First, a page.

Statisticians use mathematical theories to collect and interpret information. This information is used to help various agencies, industries, and researchers determine the best ways to produce results in their work. There are approximately 19,000 statisticians in the United States, employed in a wide variety of work fields, including government, industry, and scientific research.
Statisticians Job Description
Statisticians use their knowledge of mathematics and statistical theory to collect and interpret information. They determine whether data are reliable and useful and search for facts that will help solve scientific questions.
Most statisticians work in one of three kinds of jobs: They may teach and do research at a large university, they may work in a government agency (such as the U.S. Census Bureau), or they may work in a business or industry. A few statisticians work in private consulting agencies and sell their services to industrial or government organizations. Other statisticians work in well-known public opinion research organizations. Their studies help us understand what groups of people think about major issues of the day or products on the market.
There are two major areas of statistics: mathematical statistics and applied statistics. Mathematical statisticians are primarily theoreticians. They develop and test new statistical methods and theories and devise new ways in which these methods can be applied. They also work on improving existing methods and formulas.
Applied statisticians apply existing theories or known formulas to make new predictions or discoveries. They may forecast population growth or economic conditions, estimate crop yield, predict and evaluate the result of a marketing program, or help engineers and scientists determine the best design for a jet airline.
In some cases, statisticians actually go out and gather the data to be analyzed. Usually, however, they receive data from individuals trained especially in research-gathering techniques. In the U.S. Census Bureau, for example, statisticians work with material that has been compiled by thousands of census takers. Once the census takers have gathered the data, they turn the information over to statisticians for organization, analysis, and conclusions or recommendations.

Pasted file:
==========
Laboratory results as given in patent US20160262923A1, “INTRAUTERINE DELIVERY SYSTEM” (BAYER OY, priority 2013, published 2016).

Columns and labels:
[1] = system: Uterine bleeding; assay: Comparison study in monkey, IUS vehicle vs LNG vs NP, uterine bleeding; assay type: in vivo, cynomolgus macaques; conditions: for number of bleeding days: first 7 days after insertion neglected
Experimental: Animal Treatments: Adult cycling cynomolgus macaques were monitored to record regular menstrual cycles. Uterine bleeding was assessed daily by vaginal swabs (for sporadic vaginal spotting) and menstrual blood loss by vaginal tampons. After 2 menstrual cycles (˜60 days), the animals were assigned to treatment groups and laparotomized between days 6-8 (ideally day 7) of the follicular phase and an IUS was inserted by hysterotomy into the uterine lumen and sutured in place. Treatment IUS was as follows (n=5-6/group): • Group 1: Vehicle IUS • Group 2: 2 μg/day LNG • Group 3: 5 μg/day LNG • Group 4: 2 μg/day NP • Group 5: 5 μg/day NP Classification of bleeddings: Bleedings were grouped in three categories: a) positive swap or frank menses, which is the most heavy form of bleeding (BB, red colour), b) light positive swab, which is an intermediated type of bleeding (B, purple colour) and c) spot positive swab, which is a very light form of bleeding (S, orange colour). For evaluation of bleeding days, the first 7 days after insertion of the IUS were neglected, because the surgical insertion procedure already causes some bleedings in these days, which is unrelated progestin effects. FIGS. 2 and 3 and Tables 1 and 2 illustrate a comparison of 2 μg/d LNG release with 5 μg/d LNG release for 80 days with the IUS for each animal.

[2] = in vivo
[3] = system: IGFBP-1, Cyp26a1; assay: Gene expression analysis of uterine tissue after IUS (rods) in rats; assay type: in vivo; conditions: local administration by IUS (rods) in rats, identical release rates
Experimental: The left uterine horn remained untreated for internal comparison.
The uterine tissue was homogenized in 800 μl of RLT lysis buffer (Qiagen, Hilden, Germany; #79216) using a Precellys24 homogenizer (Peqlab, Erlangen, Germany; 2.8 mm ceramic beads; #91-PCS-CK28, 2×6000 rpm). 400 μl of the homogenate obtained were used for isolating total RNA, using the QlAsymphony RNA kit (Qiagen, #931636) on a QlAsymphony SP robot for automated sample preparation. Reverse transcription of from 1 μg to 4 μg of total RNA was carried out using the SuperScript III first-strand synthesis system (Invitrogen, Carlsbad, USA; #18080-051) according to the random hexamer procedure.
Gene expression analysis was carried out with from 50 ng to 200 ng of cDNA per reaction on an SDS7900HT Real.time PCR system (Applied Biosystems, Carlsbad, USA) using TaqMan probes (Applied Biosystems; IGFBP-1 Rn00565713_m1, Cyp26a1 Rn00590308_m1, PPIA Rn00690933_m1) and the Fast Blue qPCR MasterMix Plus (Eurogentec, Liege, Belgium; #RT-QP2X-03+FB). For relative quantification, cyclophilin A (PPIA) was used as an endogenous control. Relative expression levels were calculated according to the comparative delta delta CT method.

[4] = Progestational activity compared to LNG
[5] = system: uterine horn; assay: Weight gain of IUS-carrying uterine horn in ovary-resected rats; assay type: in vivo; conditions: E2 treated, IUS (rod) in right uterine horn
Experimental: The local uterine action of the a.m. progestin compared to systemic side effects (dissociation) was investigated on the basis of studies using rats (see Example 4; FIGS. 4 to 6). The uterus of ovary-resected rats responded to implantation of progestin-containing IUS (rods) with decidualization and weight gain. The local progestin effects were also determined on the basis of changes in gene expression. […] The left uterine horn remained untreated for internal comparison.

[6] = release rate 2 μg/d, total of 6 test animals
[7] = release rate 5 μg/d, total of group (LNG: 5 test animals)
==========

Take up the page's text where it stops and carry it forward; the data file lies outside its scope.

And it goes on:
Statisticians are employed in many sectors of society. One of the largest employers of statisticians is the government, because many government operations depend on detailed estimates of activities. Government data on consumer prices, population trends, and employment patterns, for example, can affect public policy and social programs.
Statistical models and methods are also necessary for all types of scientific research. For example, a geoscientist estimating earthquake risks or ecologists measuring water quality both use statistical methods to determine the validity of their results. In business and industry, statistical theories are used to figure out how to streamline operations, optimize resources, and, as a result, generate higher profits. For instance, statisticians may predict demand for a product, check the quality of manufactured items, or manage investments.
The insurance industry also uses statisticians to calculate fair and competitive insurance rates and to forecast the risk of underwriting activities. Ben Lamb is a statistician for Grain Dealers Mutual Insurance in Indianapolis. When asked to sum up his job, he says, “I get data into the computers, get data back out, and send out reports.” The data he puts into the computer include the specific details of policies signed, insurance premiums paid, and insurance claims made.
Once this information is in the computer, it is plugged into statistical formulas and used to generate reports. “We make detailed reports to our own management,” Lamb says. “We also file required reports with the National Insurance Services Office.” This national office compiles insurance data from all over the nation and uses the information to generate reports that are then sent to the insurance commissioners of the various states.
Lamb says that his office collects data and runs reports at the end of every workday, as well as once a month. “We have a daily flow of work,” he says. “The information comes in during the day, and we process it to get it ready for that night.” Processing the information may mean editing to ensure that it is correct, or “coding” it, that is, assigning short number or letter codes to the information so that the computer can understand and manipulate the data.
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